Roy Moore's Response To The Alabama Senate Race Avoids Actually Admitting Defeat
On Wednesday, Dec. 13, candidate Roy Moore's response to the Alabama Senate race, which he lost a day before, did not features a concession of defeat. Instead, Moore insisted that the race between him and the Democratic victor, Doug Jones, is not over. In a video message, Moore said, "In this race, we have not received the final count to include military and provisional ballots. This has been a very close race and we are awaiting certification by the Secretary of State."
The secretary of state for Alabama is John Merrill, a Republican who voted for Moore but nonetheless confirmed that the Alabama election is over after results came in on Tuesday night.
"The people of Alabama have spoken tonight," Merrill told CNN. "They've made their voice heard loud and clear. The most important thing to remember now is the process needs to be followed to ensure that the integrity, the safety and security of the election is preserved."
Merrill also batted down any suggestion that foul play was at hand. "One of the things that is obviously recognized by using the equipment that we use in the elections process is that there's not a whole lot of mistakes that are made," Merrill told CNN's Jake Tapper.
Still, on Wednesday night, Moore insisted that the electoral process in Alabama was "tainted."
"Even our political process has been affected with baseless and false allegations which have become more relevant than the issues which -affect our country," Moore said in the video. "This election was tainted by over $50 million dollars from outside groups who want to retain power and -their -corrupt ideology."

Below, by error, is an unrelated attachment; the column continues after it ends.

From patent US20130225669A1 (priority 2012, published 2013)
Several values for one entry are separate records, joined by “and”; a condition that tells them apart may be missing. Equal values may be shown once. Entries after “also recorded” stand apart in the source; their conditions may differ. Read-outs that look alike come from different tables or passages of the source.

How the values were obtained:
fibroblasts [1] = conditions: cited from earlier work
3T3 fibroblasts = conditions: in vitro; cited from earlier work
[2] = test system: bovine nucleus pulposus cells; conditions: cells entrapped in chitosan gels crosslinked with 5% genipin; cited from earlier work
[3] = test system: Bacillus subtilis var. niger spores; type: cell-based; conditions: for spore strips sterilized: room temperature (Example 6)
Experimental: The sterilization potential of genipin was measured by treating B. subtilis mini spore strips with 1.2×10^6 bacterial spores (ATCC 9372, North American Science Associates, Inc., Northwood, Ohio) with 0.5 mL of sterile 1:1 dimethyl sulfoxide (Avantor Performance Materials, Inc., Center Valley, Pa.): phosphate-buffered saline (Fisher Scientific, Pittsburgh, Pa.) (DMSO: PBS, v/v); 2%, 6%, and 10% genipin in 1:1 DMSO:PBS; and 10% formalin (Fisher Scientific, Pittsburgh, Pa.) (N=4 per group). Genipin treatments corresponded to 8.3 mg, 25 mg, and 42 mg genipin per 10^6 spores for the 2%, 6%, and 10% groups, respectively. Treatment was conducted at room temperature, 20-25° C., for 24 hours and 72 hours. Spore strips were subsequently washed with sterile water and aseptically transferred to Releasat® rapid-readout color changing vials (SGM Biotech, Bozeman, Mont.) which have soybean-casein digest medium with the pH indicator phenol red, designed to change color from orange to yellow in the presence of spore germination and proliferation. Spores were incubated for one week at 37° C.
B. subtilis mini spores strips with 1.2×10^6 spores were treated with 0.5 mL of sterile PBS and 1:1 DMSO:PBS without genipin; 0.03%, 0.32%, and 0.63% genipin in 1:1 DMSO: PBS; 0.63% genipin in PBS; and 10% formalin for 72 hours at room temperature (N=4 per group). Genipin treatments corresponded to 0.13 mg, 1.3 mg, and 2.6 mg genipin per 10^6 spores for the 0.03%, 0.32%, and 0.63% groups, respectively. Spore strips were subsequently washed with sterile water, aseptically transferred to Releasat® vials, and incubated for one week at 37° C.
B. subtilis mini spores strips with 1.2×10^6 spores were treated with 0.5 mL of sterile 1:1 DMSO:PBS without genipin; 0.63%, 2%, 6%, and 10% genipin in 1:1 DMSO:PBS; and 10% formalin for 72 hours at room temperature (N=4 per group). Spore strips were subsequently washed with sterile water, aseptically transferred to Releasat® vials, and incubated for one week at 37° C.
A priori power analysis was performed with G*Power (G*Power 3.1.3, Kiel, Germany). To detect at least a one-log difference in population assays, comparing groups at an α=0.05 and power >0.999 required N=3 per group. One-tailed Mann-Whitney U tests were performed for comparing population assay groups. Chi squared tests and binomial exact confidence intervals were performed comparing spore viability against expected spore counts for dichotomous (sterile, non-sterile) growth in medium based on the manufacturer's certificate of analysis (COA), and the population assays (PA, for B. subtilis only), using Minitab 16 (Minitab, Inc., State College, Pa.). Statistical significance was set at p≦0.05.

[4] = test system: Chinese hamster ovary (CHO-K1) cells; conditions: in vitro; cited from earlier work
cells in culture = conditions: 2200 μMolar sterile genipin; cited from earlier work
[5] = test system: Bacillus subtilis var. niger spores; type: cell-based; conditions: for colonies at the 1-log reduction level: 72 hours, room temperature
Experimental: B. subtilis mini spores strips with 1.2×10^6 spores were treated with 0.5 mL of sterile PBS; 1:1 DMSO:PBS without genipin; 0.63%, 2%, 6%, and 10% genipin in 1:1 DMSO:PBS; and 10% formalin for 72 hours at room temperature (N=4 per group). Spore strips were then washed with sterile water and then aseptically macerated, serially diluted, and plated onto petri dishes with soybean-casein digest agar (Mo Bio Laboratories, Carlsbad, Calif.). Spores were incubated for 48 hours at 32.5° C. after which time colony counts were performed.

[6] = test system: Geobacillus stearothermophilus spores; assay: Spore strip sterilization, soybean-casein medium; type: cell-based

Moore's denial on Wednesday night was a mere continuation of the rhetoric he used on Tuesday night, after the Associated Press, among other news organizations, called the election in favor of Jones. Through his denial, he has continued to share many of the same messages that he did throughout his campaign, arguing that he is fighting a "struggle" for humanity.
"We are indeed in a struggle to preserve our republic, our civilization, and our religion and to set free a suffering humanity," Moore said in the video. "Today we no longer recognize the universal truth that God is the author of our life and liberty. Abortion, sodomy, and materialism have taken the place of life, liberty, and the pursuit of happiness."
Even before Moore's video was released, however, his opponent had been calling on him to concede defeat. "It's time to move on. Every race is tough. It's bitter sometimes. I think this one was one that the people of Alabama have now spoken a little bit, and they decided to heal." Jones said during a Wednesday morning appearance on NBC's Today show.
After imploring his opponent to admit that he loss, Jones also said he'd be prepared to work with President Donald Trump, who called the Democrat to congratulate him on the Senate win.
"If the president has things on his agenda that I think are good for the people of Alabama, then I’m absolutely going to work there with him," Jones told Today.
President Trump also congratulated Jones via Twitter, saying, "Congratulations to Doug Jones on a hard fought victory. The write-in votes played a very big factor, but a win is a win. The people of Alabama are great, and the Republicans will have another shot at this seat in a very short period of time. It never ends!"
Still, despite the fact that the leader of his party has moved on from the election, Roy Moore still has not. Meanwhile, Jones will look forward to going to work in Washington, D.C.